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Legalized States Can Begin Using Cannabis as Currency Starting Next Month

Written by Sarah Friedman

In an interesting turn of events, all legalized states in the US have agreed to adopt a new stimulus policy starting next month called the CAACS Act, which will allow residents of legal locations to use cannabis as an actual form of currency.

The ability to use cannabis as a legal currency could be a real game-changer in the US, especially as people struggle to deal with the personal economic fall outs of the corona pandemic. We’re dedicated to covering everything important and interesting in the cannabis field. Keep up-to-date by signing up for the THC Weekly Newsletter, and also gain direct access to deals on vapes, edibles, and lots of other paraphernalia! We’ve also got great offers on your favorite cannabinoid compounds like HHC-O, Delta 8Delta 9 THCDelta-10 THCTHCOTHCVTHCP HHC, which you can find in our “Best-of” lists. Just remember… *If you are not comfortable using these products, we fundamentally advise that you only buy products you are comfortable with using.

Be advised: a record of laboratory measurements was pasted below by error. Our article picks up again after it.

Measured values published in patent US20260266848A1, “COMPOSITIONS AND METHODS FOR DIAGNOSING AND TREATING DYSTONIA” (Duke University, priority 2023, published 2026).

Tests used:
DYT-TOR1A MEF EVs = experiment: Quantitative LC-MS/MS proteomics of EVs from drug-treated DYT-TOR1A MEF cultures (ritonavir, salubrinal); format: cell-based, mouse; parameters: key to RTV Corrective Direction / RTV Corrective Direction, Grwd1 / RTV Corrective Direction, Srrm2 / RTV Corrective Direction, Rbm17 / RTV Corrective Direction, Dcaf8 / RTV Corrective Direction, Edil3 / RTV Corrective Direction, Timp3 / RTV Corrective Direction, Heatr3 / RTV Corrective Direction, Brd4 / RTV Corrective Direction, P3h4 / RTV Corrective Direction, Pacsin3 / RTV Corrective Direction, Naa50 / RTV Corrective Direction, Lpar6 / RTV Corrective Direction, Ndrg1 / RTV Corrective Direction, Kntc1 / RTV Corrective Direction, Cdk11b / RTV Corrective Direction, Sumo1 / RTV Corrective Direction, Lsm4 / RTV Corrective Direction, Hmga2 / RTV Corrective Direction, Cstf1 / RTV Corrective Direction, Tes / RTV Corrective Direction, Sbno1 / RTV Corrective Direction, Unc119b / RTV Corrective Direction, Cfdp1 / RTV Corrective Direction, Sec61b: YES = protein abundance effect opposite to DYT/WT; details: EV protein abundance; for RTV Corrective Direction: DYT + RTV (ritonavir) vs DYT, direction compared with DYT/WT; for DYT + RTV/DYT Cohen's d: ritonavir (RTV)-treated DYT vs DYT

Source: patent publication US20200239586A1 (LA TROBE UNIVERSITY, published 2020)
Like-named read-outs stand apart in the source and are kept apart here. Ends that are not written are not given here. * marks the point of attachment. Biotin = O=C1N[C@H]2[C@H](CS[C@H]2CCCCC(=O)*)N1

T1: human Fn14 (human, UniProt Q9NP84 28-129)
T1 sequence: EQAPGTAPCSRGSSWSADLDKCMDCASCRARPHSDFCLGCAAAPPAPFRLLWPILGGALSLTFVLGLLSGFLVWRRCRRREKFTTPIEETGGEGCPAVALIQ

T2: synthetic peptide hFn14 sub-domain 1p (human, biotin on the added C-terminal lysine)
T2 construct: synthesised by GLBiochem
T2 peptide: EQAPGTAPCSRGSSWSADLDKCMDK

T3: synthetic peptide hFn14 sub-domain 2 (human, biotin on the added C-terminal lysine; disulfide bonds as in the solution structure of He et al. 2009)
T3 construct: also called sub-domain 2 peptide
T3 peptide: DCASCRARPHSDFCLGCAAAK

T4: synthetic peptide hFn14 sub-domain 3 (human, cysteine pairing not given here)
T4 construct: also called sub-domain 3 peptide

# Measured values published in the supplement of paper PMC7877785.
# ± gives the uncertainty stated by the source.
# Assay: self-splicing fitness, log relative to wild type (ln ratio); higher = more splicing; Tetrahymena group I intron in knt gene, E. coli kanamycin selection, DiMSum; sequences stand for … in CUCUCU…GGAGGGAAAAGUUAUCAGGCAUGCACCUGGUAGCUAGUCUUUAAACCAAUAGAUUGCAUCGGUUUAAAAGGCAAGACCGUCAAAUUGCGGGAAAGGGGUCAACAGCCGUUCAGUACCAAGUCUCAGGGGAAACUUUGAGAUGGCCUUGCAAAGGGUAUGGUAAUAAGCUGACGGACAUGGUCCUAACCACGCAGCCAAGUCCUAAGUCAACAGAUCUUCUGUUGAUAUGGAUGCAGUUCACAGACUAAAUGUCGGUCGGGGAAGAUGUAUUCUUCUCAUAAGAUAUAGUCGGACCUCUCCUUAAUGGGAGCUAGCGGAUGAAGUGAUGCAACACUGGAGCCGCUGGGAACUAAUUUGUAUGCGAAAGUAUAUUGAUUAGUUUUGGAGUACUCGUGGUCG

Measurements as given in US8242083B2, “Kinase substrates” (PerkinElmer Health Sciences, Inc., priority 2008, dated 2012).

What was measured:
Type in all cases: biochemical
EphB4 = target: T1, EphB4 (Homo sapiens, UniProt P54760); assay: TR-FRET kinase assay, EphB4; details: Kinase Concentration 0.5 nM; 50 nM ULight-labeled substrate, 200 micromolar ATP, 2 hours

What is a standard currency?

I think we’re all pretty aware what the idea of ‘currency’ is, but for those who like formal definitions, here’s one for you. A currency is “a medium of exchange for goods and services. In short, it’s money, in the form of paper or coins, usually issued by a government and generally accepted at its face value as a method of payment.”

Every country has its own form of currency. We use US dollars in the US. Mexico uses pesos, the UK uses the pound, and while some European countries hold on to their former currencies from pre-EU times, the EU in general uses the Euro. These different currencies have their own values in relation to one another, and it is illegal pretty much anywhere to make a currency outside of government regulation, though counterfeiting is certainly a black market industry.

Back in the day, when bartering was a thing, people didn’t necessarily need a currency directly. Often lives were lived via trading, with products worth a certain amount in currency, traded for other products deemed to be of the same value. Even in these times though, each of these objects still had a representative value in the currency of the location.

cannabis currency

What’s the news?